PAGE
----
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Insomnia increases stroke risk, study suggests

Insomnia increases stroke risk, study suggests

Young adults with insomnia may be up to eight times more likely to suffer a stroke than those who have no trouble sleeping, according to a study by researchers in Taiwan.

They compared health records of more than 21,000 patients with insomnia with 64,000 patients without the sleep disorder.

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While the overall risk of stroke was small among adults ages 18 to 35, those who were insomniacs were eight times more likely to suffer a stroke over a four-year period compared to those without sleep issues. The same group of insomniacs was also 54 percent more likely to end up in the hospital after having a stroke.

The researchers found that insomniacs with diabetes had a higher risk of stroke than those without diabetes.

Insomnia has been previously linked to higher blood pressure, higher sugar levels, and inflammation of the arteries, which are all factors that increase stroke risk, the researchers wrote.

BOTTOM LINE: People with insomnia may be up to eight times more likely to suffer a stroke than those who have no trouble sleeping.

CAUTIONS: The study does not prove that insomnia causes stroke. The study was conducted on one ethnic group so the findings may not apply to a wider population.

WHERE TO FIND IT: Stroke, April 3

Early use of hearing aids linked to language skills

Hearing aids can help many children with hearing loss develop language and speaking skills, a new study found.

Researchers at the University of Iowa followed 180 preschool children ages 3 to 5 with hearing loss, all but four of whom had been fitted with hearing aids. They measured how much hearing aids improved children’s ability to hear speech sounds and how long the children had worn hearing aids, as well as assessing their ability to speak and understand language.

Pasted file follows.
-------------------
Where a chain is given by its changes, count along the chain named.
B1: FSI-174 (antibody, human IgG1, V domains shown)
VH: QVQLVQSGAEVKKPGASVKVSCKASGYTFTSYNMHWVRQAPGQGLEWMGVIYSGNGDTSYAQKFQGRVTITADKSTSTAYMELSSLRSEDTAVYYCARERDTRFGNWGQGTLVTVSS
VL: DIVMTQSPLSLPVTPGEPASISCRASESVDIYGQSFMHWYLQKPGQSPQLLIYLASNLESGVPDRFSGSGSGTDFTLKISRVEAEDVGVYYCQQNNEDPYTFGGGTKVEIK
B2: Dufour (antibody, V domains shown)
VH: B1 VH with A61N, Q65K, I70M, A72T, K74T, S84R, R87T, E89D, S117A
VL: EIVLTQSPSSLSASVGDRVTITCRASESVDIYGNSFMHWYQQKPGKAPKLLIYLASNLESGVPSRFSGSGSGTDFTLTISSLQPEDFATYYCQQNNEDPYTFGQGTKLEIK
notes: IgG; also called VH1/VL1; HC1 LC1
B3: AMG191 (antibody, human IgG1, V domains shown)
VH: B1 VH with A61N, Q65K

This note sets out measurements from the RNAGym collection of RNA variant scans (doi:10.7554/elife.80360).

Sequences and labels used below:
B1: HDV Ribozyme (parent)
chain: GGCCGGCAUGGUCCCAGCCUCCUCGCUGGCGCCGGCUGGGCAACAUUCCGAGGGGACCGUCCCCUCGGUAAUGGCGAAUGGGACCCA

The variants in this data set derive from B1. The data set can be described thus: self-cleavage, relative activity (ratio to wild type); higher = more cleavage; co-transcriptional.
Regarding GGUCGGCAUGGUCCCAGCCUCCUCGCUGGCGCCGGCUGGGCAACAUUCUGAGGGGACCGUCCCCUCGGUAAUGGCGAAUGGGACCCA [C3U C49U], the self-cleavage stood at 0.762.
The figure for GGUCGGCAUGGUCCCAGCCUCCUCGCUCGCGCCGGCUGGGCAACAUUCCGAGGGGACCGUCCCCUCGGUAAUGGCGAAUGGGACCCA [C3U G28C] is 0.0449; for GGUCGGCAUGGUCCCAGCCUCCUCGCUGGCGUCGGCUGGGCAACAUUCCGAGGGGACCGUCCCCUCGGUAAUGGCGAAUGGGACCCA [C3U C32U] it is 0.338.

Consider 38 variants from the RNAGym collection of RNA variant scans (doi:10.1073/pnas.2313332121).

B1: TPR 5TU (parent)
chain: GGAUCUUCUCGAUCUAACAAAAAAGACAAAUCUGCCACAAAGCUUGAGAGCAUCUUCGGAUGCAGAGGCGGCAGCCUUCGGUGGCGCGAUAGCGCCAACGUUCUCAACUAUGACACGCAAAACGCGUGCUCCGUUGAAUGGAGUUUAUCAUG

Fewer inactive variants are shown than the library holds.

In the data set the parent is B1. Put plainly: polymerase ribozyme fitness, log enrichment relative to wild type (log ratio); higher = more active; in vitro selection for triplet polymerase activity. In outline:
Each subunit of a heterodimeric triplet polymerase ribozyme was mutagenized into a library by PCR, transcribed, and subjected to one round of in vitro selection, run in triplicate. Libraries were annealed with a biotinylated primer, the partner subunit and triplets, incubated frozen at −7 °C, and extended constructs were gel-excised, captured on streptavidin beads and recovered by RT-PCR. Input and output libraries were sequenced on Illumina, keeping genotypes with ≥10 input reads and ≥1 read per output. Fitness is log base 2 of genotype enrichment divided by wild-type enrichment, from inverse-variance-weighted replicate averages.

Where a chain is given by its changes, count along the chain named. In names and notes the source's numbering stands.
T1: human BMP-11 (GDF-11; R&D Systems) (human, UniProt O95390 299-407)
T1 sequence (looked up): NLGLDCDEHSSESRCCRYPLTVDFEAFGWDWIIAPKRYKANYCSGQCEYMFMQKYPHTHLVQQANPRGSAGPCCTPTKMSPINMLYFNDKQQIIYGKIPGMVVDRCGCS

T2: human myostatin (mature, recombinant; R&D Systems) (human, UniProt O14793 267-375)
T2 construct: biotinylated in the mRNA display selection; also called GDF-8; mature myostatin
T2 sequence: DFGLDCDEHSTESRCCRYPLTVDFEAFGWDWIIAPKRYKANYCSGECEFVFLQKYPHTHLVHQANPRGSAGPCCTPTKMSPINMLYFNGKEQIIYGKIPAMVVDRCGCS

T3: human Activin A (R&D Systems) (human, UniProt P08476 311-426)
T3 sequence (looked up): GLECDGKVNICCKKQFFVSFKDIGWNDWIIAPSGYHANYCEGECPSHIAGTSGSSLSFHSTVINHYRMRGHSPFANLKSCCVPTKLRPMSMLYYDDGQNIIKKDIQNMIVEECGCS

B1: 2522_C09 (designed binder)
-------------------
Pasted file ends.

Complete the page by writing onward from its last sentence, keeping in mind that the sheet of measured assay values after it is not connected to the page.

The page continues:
The gains in audibility afforded by hearing aids was associated with improvements in speech and language skills of children with both mild and moderate-to-severe hearing loss. The longer the children wore the aids, the more their language development benefitted from their better hearing.

The findings suggest that identifying children with hearing loss at an early age and fitting them with hearing aids would benefit their language development and help them succeed in school and in the long-term, the researchers wrote.

BOTTOM LINE: Hearing aids appear to help children with hearing loss improve their speaking ability and understanding of language.

CAUTIONS: The study did not compare participants to children who did not wear hearing aids, so the findings might overstate the benefits of hearing aids.

WHERE TO FIND IT: JAMA Otolaryngology, April 3

LARA SALAHI

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